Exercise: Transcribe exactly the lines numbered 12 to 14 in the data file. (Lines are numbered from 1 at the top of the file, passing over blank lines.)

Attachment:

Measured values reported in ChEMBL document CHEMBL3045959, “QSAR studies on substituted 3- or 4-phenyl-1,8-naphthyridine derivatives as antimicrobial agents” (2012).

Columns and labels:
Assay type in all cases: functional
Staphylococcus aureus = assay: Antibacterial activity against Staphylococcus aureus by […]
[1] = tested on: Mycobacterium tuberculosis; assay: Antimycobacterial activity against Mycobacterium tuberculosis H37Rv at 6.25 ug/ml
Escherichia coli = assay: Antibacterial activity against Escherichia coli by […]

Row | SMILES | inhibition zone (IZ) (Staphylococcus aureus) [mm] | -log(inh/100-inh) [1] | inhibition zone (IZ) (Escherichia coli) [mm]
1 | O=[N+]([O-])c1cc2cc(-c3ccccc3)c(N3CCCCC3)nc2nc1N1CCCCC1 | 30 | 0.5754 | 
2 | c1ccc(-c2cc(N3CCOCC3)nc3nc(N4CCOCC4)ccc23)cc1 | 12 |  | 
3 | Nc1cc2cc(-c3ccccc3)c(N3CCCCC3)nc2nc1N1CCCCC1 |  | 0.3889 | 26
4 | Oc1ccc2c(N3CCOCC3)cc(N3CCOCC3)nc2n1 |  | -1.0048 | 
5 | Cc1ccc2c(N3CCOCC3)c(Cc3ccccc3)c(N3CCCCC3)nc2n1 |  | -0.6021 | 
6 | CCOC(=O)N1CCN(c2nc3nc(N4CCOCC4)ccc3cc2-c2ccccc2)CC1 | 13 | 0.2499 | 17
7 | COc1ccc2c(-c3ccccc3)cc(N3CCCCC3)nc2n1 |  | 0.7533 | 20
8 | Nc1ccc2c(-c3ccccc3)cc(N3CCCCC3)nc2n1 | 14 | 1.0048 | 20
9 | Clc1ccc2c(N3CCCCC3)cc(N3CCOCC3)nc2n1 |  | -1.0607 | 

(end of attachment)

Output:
5 | Cc1ccc2c(N3CCOCC3)c(Cc3ccccc3)c(N3CCCCC3)nc2n1 |  | -0.6021 | 
6 | CCOC(=O)N1CCN(c2nc3nc(N4CCOCC4)ccc3cc2-c2ccccc2)CC1 | 13 | 0.2499 | 17
7 | COc1ccc2c(-c3ccccc3)cc(N3CCCCC3)nc2n1 |  | 0.7533 | 20